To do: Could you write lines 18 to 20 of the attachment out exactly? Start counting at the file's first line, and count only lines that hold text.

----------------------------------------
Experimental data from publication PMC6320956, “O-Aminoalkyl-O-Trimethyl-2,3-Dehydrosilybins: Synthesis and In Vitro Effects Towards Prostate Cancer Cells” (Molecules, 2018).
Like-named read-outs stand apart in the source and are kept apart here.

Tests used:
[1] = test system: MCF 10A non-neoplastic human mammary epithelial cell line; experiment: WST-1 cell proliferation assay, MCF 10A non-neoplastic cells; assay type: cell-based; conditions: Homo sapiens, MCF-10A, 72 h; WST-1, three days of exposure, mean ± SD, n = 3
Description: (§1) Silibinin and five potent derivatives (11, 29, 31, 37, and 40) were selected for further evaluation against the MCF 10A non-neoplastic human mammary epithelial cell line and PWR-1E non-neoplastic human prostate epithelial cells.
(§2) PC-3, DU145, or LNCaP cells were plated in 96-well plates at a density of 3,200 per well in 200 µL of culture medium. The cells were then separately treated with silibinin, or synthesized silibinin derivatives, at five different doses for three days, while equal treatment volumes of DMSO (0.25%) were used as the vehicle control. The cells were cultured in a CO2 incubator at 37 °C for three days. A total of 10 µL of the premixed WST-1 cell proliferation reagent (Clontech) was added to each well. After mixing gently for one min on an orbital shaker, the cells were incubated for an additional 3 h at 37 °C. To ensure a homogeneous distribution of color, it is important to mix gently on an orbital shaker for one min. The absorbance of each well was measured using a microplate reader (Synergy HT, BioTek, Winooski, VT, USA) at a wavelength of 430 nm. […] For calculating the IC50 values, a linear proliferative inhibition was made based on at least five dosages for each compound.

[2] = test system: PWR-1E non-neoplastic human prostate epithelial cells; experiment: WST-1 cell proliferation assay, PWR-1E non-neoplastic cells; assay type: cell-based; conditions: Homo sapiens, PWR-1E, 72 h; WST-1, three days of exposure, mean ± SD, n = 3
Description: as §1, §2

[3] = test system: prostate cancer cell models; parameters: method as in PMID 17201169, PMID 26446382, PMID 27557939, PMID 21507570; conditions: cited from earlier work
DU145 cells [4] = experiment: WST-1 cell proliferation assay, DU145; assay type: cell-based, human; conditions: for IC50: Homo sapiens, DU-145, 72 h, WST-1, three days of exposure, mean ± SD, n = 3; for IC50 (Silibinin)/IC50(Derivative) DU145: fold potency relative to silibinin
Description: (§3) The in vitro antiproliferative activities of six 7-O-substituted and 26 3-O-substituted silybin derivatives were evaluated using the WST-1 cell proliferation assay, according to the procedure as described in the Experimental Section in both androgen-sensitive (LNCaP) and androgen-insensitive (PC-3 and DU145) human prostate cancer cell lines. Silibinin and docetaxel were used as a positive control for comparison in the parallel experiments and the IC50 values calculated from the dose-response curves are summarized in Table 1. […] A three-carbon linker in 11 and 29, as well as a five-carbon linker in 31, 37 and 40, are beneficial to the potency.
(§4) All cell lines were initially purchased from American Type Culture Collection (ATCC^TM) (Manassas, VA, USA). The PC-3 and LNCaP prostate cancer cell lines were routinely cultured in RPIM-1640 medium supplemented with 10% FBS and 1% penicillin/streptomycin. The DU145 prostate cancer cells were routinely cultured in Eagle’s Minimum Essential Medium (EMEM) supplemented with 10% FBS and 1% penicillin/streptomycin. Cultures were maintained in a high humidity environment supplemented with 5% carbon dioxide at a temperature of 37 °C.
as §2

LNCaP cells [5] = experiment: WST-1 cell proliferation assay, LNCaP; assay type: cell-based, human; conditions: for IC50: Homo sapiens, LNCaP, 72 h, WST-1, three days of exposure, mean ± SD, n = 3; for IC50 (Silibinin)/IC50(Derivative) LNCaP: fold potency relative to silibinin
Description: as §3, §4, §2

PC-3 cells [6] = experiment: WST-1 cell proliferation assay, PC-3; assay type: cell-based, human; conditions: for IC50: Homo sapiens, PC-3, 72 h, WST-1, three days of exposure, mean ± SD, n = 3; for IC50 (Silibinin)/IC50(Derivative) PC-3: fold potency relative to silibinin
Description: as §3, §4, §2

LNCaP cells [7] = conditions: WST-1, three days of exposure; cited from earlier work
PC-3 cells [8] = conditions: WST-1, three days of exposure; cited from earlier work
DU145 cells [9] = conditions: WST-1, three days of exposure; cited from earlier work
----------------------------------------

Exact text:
LNCaP cells [7] = conditions: WST-1, three days of exposure; cited from earlier work
PC-3 cells [8] = conditions: WST-1, three days of exposure; cited from earlier work
DU145 cells [9] = conditions: WST-1, three days of exposure; cited from earlier work